China's Tencent Holdings Ltd.  (TCEHY)  has built a 10% stake in Snap Inc. (SNAP) , the company said Wednesday, just hours after it revealed weaker-than-expected third quarter earnings and vowed to re-design its flagship messaging app.

Tencent, which owns China's biggest social media app WeChat, told Snap that it purchased around 145.78 million non-voting Snap shares on the open market, taking its overall stake to the 10% threshold that requires formal notification.

"We have long been inspired by the creativity and entrepreneurial spirit of Tencent and we are grateful to continue our longstanding and productive relationship that began over four years ago," Snap said. "For its part, Martin Lau, Tencent's president, informed us that Tencent is excited to deepen its shareholding with us and that it looks forward to sharing ideas and experiences."

Snap shares were poised to shed more than $3 billion in value at the start of trading Wednesday after CEO Evan Spiegel said the group may need to completely re-think its messaging app design after a disastrous third quarter earnings report that has investors questioning its much-hyped decision to go public earlier this year.

However, the Tencent purchase has added lifted shares more than 21% in premarket trading to indicate an opening price of $15.25 each after falling to as low as $12 after last night's after-hours earnings. The stock is currently expected to open 7.8% lower than Tuesday's close at $14 a share.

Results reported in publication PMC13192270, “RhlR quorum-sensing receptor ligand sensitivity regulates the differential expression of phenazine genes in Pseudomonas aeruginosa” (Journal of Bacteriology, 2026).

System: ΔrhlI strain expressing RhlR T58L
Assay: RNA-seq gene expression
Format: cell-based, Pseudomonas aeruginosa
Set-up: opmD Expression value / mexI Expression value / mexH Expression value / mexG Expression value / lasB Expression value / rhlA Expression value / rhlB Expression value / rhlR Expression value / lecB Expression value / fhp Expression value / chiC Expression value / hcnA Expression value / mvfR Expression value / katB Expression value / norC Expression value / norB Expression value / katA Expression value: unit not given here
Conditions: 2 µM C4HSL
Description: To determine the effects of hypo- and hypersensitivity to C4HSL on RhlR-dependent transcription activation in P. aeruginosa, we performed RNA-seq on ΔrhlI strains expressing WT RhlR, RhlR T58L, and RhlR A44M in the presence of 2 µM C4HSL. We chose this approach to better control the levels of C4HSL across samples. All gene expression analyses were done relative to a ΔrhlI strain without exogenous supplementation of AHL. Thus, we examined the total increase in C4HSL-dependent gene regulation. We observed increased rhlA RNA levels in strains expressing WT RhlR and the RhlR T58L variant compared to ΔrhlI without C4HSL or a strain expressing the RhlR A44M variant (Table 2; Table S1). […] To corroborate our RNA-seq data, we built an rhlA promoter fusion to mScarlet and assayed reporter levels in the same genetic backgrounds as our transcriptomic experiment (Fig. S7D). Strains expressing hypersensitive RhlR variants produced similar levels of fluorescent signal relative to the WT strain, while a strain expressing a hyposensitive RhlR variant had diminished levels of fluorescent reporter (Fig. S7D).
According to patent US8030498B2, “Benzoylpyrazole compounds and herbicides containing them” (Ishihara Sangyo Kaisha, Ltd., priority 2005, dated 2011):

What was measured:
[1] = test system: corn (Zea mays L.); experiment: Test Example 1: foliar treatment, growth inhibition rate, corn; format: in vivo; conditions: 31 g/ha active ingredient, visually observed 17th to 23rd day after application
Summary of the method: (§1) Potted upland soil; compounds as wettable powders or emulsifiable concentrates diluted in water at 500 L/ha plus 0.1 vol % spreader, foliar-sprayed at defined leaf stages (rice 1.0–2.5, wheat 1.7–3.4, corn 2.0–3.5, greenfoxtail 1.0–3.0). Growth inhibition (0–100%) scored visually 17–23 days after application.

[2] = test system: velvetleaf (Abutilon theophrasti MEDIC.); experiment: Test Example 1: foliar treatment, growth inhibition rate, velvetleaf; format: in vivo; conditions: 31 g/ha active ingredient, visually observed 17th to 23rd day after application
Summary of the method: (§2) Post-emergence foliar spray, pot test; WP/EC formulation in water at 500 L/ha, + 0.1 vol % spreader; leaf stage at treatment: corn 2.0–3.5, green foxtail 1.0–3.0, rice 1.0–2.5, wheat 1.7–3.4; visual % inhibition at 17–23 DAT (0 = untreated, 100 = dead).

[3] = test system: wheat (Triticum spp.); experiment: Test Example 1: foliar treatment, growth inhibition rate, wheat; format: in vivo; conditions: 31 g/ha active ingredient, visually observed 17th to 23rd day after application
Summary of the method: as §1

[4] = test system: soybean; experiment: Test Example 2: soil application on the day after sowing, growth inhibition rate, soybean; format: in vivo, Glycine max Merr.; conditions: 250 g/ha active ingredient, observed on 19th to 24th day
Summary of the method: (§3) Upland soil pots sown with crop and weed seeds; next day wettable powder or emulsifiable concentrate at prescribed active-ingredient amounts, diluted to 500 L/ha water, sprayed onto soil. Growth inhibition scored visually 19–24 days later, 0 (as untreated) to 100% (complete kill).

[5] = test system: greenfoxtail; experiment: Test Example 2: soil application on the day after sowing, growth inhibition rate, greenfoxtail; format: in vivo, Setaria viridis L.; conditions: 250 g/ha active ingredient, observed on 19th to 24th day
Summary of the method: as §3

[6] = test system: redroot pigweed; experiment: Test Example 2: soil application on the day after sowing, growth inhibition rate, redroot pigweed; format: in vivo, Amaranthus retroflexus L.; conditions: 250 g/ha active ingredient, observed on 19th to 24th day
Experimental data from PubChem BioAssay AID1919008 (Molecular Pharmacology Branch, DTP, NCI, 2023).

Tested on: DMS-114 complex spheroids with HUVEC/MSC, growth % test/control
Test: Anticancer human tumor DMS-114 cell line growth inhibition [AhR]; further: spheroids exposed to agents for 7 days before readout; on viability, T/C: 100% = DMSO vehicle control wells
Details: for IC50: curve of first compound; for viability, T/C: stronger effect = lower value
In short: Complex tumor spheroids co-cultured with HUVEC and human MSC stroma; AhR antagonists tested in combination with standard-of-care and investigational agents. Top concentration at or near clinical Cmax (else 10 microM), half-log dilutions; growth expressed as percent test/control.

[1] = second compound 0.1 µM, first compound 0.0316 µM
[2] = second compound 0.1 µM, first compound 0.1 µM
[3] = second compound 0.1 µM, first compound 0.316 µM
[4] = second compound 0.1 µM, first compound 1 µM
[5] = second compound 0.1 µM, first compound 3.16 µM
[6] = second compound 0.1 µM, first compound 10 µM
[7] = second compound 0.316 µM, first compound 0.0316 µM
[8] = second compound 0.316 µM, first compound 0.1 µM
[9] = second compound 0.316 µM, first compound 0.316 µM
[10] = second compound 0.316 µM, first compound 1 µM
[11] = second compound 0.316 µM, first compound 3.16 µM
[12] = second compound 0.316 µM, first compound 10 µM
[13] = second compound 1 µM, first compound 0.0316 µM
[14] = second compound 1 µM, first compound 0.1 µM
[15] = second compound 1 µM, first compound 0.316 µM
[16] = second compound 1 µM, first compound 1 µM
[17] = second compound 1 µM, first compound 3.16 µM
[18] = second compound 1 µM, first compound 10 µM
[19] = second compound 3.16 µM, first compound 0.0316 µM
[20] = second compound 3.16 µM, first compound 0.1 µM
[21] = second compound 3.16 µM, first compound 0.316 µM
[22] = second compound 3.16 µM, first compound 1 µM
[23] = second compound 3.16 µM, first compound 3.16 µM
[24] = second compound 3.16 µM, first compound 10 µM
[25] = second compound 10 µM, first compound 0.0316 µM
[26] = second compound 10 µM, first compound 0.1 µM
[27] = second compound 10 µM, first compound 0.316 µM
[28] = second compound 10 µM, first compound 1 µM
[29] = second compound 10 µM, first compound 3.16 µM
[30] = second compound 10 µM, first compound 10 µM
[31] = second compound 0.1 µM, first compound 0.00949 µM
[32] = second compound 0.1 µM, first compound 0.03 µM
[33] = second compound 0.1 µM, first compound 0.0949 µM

Snap posted a loss of 14 cents a share in the three months ending in September while revenues, the bulk of which come from selling ads, did rise 61% to $208 million, but even that figure trailed analysts' estimates of $237 million. Revenues per user, a key metric for the group, increased to $1.17 but again fell shy of the Street consensus of $1.30.

The dispiriting numbers -- not to mention the stock's 48% decline since its post-IPO peak -- were not lost on the company's founders, including Spiegel, who essentially pledged a hard re-set of the hard-to-use app which is slowly losing the hold it once had on the imagination of users and investors alike.

"The one thing that we have heard over the years is that Snapchat is difficult to understand or hard to use, and our team has been working on responding to this feedback," Spiegel told investors on a conference call late Tuesday. "As a result, we are currently redesigning our application to make it easier to use."

"There is a strong likelihood that the redesign of our application will be disruptive to our business in the short term, and we don't yet know how the behavior of our community will change when they begin to use our updated application," he added. "We're willing to take that risk for what we believe are substantial long-term benefits to our business."

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